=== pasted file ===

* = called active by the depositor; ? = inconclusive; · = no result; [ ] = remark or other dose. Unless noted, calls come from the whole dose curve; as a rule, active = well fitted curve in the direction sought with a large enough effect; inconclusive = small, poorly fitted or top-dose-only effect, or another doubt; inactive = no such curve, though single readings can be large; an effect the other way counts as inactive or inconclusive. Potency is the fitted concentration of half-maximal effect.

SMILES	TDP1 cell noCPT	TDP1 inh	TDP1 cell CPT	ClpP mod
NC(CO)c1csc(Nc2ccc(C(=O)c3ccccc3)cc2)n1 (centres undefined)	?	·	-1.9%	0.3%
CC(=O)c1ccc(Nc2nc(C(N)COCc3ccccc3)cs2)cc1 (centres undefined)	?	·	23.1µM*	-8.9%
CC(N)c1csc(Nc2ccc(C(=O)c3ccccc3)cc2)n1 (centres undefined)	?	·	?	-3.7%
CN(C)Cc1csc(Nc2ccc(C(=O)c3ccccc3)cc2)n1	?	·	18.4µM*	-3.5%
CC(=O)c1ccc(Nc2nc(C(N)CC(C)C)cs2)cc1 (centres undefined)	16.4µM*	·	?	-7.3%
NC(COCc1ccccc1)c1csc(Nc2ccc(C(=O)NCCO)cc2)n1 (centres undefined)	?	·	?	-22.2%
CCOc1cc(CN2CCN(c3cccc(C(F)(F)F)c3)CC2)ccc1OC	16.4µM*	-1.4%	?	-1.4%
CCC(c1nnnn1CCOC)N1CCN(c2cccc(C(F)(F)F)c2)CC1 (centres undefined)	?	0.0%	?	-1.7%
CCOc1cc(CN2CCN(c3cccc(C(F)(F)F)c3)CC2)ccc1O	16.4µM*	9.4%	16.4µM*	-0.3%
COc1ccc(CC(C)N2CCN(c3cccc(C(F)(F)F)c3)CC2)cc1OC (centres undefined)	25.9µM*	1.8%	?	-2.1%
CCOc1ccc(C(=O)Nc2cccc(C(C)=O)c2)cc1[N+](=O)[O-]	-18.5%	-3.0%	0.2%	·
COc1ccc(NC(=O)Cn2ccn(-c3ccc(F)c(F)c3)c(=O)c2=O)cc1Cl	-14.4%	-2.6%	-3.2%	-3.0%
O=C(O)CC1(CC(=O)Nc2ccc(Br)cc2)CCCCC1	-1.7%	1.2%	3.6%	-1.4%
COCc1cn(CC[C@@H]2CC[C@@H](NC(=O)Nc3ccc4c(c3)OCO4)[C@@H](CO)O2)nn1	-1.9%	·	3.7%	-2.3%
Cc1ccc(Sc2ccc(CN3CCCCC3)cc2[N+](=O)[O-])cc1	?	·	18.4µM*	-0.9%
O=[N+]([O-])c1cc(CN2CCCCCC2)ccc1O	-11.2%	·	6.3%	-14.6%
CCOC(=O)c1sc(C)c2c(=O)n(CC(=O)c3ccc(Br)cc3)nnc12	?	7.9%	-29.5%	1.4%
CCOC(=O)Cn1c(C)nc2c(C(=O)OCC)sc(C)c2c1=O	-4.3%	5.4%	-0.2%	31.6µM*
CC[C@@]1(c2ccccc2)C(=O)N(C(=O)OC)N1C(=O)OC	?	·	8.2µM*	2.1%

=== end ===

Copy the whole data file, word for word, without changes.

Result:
* = called active by the depositor; ? = inconclusive; · = no result; [ ] = remark or other dose. Unless noted, calls come from the whole dose curve; as a rule, active = well fitted curve in the direction sought with a large enough effect; inconclusive = small, poorly fitted or top-dose-only effect, or another doubt; inactive = no such curve, though single readings can be large; an effect the other way counts as inactive or inconclusive. Potency is the fitted concentration of half-maximal effect.

SMILES	TDP1 cell noCPT	TDP1 inh	TDP1 cell CPT	ClpP mod
NC(CO)c1csc(Nc2ccc(C(=O)c3ccccc3)cc2)n1 (centres undefined)	?	·	-1.9%	0.3%
CC(=O)c1ccc(Nc2nc(C(N)COCc3ccccc3)cs2)cc1 (centres undefined)	?	·	23.1µM*	-8.9%
CC(N)c1csc(Nc2ccc(C(=O)c3ccccc3)cc2)n1 (centres undefined)	?	·	?	-3.7%
CN(C)Cc1csc(Nc2ccc(C(=O)c3ccccc3)cc2)n1	?	·	18.4µM*	-3.5%
CC(=O)c1ccc(Nc2nc(C(N)CC(C)C)cs2)cc1 (centres undefined)	16.4µM*	·	?	-7.3%
NC(COCc1ccccc1)c1csc(Nc2ccc(C(=O)NCCO)cc2)n1 (centres undefined)	?	·	?	-22.2%
CCOc1cc(CN2CCN(c3cccc(C(F)(F)F)c3)CC2)ccc1OC	16.4µM*	-1.4%	?	-1.4%
CCC(c1nnnn1CCOC)N1CCN(c2cccc(C(F)(F)F)c2)CC1 (centres undefined)	?	0.0%	?	-1.7%
CCOc1cc(CN2CCN(c3cccc(C(F)(F)F)c3)CC2)ccc1O	16.4µM*	9.4%	16.4µM*	-0.3%
COc1ccc(CC(C)N2CCN(c3cccc(C(F)(F)F)c3)CC2)cc1OC (centres undefined)	25.9µM*	1.8%	?	-2.1%
CCOc1ccc(C(=O)Nc2cccc(C(C)=O)c2)cc1[N+](=O)[O-]	-18.5%	-3.0%	0.2%	·
COc1ccc(NC(=O)Cn2ccn(-c3ccc(F)c(F)c3)c(=O)c2=O)cc1Cl	-14.4%	-2.6%	-3.2%	-3.0%
O=C(O)CC1(CC(=O)Nc2ccc(Br)cc2)CCCCC1	-1.7%	1.2%	3.6%	-1.4%
COCc1cn(CC[C@@H]2CC[C@@H](NC(=O)Nc3ccc4c(c3)OCO4)[C@@H](CO)O2)nn1	-1.9%	·	3.7%	-2.3%
Cc1ccc(Sc2ccc(CN3CCCCC3)cc2[N+](=O)[O-])cc1	?	·	18.4µM*	-0.9%
O=[N+]([O-])c1cc(CN2CCCCCC2)ccc1O	-11.2%	·	6.3%	-14.6%
CCOC(=O)c1sc(C)c2c(=O)n(CC(=O)c3ccc(Br)cc3)nnc12	?	7.9%	-29.5%	1.4%
CCOC(=O)Cn1c(C)nc2c(C(=O)OCC)sc(C)c2c1=O	-4.3%	5.4%	-0.2%	31.6µM*
CC[C@@]1(c2ccccc2)C(=O)N(C(=O)OC)N1C(=O)OC	?	·	8.2µM*	2.1%